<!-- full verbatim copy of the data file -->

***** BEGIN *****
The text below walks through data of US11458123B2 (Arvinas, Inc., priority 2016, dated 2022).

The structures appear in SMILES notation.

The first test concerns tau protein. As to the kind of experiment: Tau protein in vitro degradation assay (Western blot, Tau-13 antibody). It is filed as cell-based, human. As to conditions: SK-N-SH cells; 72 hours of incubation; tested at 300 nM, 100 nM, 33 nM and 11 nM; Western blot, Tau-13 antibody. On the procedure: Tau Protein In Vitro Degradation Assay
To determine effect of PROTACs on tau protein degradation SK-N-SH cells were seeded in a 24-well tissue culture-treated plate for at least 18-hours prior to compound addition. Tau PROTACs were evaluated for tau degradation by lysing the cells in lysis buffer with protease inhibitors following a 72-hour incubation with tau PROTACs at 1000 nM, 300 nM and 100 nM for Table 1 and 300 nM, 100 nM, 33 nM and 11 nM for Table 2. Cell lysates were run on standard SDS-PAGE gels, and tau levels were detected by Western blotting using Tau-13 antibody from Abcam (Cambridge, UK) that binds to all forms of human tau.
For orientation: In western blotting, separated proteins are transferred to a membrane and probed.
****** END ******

The text below walks through data of US11458123B2 (Arvinas, Inc., priority 2016, dated 2022).

The structures appear in SMILES notation.

The first test concerns tau protein. As to the kind of experiment: Tau protein in vitro degradation assay (Western blot, Tau-13 antibody). It is filed as cell-based, human. As to conditions: SK-N-SH cells; 72 hours of incubation; tested at 300 nM, 100 nM, 33 nM and 11 nM; Western blot, Tau-13 antibody. On the procedure: Tau Protein In Vitro Degradation Assay
To determine effect of PROTACs on tau protein degradation SK-N-SH cells were seeded in a 24-well tissue culture-treated plate for at least 18-hours prior to compound addition. Tau PROTACs were evaluated for tau degradation by lysing the cells in lysis buffer with protease inhibitors following a 72-hour incubation with tau PROTACs at 1000 nM, 300 nM and 100 nM for Table 1 and 300 nM, 100 nM, 33 nM and 11 nM for Table 2. Cell lysates were run on standard SDS-PAGE gels, and tau levels were detected by Western blotting using Tau-13 antibody from Abcam (Cambridge, UK) that binds to all forms of human tau.
For orientation: In western blotting, separated proteins are transferred to a membrane and probed.